Security intelligence (SI) is the information relevant to protecting an organization from external and inside threats as well as the processes, policies and tools designed to gather and analyze that information.
Intelligence, in this context, is actionable information that provides an organization with decision support and possibly a strategic advantage. SI is a comprehensive approach that integrates multiple processes and practices designed to protect the organization.
Elements of security intelligence include:
Log management: The collective processes and policies used to administer and facilitate the generation, transmission, analysis, storage and ultimate disposal of the large volumes of log data created within an information system.
Security information and event management (SIEM): An approach to security management that seeks to provide a holistic view of an organization’s information technology (IT) security. Most SIEM systems deploy multiple collection agents to gather security-related events from end-user devices, servers, network equipment and specialized security equipment like firewalls, antivirus or intrusion prevention systems. The collectors forward events to a centralized management console, which performs inspections and flags anomalies.
Network behavior anomaly detection (NBAD): The continuous monitoring of a network for unusual events or trends. An NBAD program tracks critical network characteristics in real time and generates an alarm if a strange event or trend is detected that could indicate the presence of a threat. NBAD is an integral part of network behavior analysis (NBA).
Risk management: The process of identifying, assessing and controlling threats to an organization's capital and earnings. Such threats include financial uncertainty, legal liabilities, strategic management errors, accidents, natural disasters and information technology (IT) security threats.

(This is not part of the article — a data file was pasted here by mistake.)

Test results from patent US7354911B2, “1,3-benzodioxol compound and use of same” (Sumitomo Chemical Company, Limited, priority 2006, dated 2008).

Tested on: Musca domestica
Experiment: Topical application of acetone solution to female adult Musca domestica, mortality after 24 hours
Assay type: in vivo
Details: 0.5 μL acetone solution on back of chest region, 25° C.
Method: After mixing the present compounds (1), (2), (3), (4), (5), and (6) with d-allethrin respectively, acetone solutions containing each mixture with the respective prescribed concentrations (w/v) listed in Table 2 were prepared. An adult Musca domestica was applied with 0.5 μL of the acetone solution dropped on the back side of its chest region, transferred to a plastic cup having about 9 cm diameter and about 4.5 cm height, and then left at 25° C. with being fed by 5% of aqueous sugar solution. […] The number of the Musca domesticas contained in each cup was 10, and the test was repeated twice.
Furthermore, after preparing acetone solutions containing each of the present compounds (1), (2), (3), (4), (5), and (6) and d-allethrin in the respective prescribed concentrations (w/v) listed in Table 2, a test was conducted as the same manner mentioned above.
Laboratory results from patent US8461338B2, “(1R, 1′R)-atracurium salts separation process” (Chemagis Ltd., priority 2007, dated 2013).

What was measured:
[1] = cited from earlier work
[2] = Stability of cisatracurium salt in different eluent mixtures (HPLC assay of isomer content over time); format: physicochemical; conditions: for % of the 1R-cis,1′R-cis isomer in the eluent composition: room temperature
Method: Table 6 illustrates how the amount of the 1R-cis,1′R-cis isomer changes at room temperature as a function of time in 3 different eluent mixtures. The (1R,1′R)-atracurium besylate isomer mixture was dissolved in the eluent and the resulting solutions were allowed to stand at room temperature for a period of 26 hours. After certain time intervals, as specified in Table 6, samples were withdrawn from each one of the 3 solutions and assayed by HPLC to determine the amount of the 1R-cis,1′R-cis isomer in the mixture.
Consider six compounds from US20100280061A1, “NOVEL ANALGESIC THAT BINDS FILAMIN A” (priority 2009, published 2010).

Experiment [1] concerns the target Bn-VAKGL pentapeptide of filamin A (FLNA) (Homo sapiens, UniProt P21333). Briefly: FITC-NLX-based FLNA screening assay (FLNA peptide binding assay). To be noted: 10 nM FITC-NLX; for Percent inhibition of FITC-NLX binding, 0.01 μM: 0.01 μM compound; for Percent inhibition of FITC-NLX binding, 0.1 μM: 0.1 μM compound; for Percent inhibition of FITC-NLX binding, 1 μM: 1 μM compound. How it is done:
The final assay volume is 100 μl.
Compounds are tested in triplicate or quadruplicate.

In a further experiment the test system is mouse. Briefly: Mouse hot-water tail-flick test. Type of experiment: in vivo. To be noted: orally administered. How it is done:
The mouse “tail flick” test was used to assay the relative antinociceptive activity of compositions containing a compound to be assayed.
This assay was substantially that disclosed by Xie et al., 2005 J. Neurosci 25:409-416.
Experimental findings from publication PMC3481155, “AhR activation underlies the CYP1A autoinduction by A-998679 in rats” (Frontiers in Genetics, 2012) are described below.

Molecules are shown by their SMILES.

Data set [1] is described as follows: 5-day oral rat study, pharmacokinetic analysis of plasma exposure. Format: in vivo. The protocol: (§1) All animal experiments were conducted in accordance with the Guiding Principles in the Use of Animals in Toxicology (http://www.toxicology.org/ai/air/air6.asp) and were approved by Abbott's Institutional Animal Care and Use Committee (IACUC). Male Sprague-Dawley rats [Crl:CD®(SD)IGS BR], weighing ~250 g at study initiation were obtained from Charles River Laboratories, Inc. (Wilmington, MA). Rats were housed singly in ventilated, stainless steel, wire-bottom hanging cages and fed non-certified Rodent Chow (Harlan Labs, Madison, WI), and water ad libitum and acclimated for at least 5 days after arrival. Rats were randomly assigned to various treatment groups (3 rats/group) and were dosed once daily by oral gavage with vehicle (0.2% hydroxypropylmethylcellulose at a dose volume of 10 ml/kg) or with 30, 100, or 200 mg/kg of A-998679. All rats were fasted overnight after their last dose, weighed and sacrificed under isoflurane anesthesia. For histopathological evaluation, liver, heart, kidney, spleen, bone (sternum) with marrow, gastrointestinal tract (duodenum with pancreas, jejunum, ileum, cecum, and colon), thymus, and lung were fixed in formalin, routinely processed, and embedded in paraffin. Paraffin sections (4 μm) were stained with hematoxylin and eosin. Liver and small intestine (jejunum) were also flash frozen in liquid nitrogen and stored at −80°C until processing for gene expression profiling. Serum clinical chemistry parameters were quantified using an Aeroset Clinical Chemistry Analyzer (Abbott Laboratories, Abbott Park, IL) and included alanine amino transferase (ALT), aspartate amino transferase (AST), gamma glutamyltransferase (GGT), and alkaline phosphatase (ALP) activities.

Network forensics: The capture, recording, and analysis of network events for the purpose of discovering the source of security attacks or other problem incidents. “Catch-it-as-you-can" systems capture all packets passing through a certain traffic point, store the data and perform analysis subsequently in batch mode. "Stop, look and listen" systems perform a rudimentary analysis in memory and save only certain data for future analysis.
Access these resources to gain an in-depth understanding of security analysis tools and find expert advice on the benefits of security analytics software and how to use it to assist in gathering security intelligence data.
Want to learn more about protecting your organization against threats? Read our introduction to threat intelligence services by expert Ed Tittle. Then read his advice to on the types of hacker attacks and threats they protect against, what you should consider before purchasing a threat intelligence service and how to choose the best platform for your organization.
Expert Ed Tittel looks at the top threat intelligence services.